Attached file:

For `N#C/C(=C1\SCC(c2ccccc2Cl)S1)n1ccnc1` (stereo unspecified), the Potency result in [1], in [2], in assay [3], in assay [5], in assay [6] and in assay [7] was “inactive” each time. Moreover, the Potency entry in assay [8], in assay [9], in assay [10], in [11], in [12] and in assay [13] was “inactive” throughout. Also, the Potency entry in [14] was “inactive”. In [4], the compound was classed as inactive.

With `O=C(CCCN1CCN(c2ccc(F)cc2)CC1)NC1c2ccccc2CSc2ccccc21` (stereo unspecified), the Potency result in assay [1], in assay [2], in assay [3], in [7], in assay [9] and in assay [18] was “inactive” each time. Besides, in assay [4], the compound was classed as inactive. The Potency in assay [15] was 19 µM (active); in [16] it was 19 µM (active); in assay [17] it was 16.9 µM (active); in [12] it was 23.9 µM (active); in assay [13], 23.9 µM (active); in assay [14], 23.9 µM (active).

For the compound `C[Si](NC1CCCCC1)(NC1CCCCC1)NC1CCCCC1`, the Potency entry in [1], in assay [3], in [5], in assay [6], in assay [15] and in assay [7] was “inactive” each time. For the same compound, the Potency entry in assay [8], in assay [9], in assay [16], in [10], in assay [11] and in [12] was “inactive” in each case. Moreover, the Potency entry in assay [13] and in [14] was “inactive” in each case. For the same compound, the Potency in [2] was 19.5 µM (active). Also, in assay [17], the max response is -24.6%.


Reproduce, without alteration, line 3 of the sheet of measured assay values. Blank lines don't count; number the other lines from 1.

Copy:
For the compound `C[Si](NC1CCCCC1)(NC1CCCCC1)NC1CCCCC1`, the Potency entry in [1], in assay [3], in [5], in assay [6], in assay [15] and in assay [7] was “inactive” each time. For the same compound, the Potency entry in assay [8], in assay [9], in assay [16], in [10], in assay [11] and in [12] was “inactive” in each case. Moreover, the Potency entry in assay [13] and in [14] was “inactive” in each case. For the same compound, the Potency in [2] was 19.5 µM (active). Also, in assay [17], the max response is -24.6%.